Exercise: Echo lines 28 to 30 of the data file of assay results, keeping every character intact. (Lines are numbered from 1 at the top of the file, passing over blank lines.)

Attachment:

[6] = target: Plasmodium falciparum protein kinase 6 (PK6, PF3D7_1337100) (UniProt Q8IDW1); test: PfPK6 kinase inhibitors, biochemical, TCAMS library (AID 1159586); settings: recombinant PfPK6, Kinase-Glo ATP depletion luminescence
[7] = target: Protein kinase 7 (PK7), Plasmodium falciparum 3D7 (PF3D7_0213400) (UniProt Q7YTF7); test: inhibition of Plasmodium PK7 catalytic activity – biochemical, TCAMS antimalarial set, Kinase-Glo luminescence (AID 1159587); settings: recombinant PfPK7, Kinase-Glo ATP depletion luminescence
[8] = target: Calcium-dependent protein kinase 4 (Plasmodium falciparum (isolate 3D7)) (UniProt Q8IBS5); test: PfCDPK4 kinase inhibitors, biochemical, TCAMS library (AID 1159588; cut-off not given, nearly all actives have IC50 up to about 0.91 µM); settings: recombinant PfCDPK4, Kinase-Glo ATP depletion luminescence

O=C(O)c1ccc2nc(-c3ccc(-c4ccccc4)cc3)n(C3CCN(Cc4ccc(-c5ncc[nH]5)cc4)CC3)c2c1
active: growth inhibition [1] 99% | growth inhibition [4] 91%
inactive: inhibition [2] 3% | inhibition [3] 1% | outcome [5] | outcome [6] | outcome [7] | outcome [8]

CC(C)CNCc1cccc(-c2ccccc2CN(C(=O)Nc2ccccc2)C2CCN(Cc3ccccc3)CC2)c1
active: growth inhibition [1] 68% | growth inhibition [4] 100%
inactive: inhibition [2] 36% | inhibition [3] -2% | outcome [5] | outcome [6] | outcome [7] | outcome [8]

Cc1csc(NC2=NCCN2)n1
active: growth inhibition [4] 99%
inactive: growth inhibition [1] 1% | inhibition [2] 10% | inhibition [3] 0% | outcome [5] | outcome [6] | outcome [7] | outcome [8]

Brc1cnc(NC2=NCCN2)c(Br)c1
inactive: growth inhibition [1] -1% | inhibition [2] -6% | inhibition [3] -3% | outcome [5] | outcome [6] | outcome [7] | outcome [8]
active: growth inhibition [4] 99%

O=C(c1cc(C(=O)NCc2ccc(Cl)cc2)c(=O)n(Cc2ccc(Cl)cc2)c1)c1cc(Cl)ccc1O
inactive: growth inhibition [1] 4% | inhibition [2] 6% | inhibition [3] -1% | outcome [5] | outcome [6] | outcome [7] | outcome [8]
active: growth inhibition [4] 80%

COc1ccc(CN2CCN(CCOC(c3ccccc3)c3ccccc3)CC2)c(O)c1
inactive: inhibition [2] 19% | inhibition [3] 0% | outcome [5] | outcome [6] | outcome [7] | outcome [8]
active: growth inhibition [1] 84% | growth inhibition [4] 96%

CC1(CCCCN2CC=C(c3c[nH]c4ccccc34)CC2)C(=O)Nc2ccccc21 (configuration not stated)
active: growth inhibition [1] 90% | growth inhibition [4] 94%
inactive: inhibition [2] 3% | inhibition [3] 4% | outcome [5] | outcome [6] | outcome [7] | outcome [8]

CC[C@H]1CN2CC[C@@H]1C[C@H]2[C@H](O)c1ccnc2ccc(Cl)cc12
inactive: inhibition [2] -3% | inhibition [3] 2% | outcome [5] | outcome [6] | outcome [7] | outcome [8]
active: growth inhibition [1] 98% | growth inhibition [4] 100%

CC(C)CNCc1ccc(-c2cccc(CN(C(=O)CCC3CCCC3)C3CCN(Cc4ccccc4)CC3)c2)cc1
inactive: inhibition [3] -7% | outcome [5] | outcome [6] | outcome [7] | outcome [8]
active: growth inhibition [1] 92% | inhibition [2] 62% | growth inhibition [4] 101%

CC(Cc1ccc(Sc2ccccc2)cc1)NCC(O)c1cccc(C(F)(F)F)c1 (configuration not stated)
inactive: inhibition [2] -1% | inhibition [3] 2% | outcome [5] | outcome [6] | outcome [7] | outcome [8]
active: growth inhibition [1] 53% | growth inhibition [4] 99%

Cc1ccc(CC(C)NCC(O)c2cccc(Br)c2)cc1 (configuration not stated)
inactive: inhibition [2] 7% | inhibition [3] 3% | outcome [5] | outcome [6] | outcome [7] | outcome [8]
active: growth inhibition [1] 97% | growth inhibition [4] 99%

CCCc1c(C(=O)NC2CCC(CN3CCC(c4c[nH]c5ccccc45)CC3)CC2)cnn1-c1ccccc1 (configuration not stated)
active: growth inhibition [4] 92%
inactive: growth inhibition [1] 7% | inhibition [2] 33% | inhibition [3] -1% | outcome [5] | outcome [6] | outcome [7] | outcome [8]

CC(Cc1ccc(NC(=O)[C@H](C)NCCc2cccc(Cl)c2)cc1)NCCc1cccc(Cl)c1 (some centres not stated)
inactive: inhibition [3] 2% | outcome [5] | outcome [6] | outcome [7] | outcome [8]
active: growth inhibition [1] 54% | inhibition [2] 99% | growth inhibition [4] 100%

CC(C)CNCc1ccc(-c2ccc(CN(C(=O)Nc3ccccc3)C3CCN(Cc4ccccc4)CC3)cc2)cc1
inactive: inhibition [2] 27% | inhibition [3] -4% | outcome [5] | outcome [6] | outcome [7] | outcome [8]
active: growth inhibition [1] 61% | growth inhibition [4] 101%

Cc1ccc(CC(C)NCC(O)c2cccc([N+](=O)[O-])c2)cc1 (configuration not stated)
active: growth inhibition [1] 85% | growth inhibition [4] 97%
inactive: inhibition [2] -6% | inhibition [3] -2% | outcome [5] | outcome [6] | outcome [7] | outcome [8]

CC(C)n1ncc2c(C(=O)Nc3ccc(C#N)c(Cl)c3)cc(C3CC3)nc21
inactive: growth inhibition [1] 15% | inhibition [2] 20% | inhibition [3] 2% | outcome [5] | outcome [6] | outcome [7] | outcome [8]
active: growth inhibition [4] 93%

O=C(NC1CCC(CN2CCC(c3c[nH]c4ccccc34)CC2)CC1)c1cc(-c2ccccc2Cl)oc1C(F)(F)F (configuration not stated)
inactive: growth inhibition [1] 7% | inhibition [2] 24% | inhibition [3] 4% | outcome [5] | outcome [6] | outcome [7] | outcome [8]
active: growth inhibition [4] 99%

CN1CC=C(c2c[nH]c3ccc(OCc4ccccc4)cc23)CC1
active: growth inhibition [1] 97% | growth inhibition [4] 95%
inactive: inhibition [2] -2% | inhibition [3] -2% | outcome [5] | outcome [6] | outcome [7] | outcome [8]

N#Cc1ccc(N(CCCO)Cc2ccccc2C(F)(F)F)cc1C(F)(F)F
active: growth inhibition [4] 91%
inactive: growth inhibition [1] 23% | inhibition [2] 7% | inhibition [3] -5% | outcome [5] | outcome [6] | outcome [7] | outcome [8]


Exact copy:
CC(C)CNCc1ccc(-c2cccc(CN(C(=O)CCC3CCCC3)C3CCN(Cc4ccccc4)CC3)c2)cc1
inactive: inhibition [3] -7% | outcome [5] | outcome [6] | outcome [7] | outcome [8]
active: growth inhibition [1] 92% | inhibition [2] 62% | growth inhibition [4] 101%